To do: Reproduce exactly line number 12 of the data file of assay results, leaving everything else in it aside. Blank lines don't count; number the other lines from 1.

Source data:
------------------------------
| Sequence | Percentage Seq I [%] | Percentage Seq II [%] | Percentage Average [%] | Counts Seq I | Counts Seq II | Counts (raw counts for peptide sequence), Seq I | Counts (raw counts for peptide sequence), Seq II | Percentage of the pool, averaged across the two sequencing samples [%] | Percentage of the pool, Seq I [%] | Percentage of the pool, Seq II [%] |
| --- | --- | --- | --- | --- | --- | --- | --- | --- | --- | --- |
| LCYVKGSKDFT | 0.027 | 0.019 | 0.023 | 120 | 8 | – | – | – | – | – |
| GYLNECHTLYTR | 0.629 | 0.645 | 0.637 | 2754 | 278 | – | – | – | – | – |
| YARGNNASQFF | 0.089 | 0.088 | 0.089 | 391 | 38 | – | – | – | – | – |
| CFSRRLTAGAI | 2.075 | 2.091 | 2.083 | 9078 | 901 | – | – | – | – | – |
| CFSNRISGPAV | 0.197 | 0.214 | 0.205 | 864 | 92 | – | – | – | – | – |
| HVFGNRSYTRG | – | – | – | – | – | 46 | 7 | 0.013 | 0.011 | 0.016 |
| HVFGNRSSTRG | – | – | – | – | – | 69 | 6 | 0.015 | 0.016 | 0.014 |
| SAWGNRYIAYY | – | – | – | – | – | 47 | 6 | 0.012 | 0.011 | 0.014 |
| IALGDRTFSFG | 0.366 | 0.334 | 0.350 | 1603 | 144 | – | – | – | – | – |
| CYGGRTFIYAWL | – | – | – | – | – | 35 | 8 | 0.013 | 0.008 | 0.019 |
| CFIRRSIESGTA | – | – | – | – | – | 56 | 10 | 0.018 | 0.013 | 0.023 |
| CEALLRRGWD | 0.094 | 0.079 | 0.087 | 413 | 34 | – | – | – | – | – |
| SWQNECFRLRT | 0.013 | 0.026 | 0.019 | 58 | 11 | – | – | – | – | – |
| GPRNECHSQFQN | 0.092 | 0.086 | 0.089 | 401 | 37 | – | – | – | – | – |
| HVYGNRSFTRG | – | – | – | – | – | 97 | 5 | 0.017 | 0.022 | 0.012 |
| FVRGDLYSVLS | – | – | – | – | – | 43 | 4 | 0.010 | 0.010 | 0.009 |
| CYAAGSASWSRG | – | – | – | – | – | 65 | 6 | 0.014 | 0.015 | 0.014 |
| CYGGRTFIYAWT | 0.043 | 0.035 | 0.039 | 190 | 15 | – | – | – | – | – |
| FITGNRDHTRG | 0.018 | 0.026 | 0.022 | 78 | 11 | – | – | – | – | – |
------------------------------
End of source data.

| CYGGRTFIYAWL | – | – | – | – | – | 35 | 8 | 0.013 | 0.008 | 0.019 |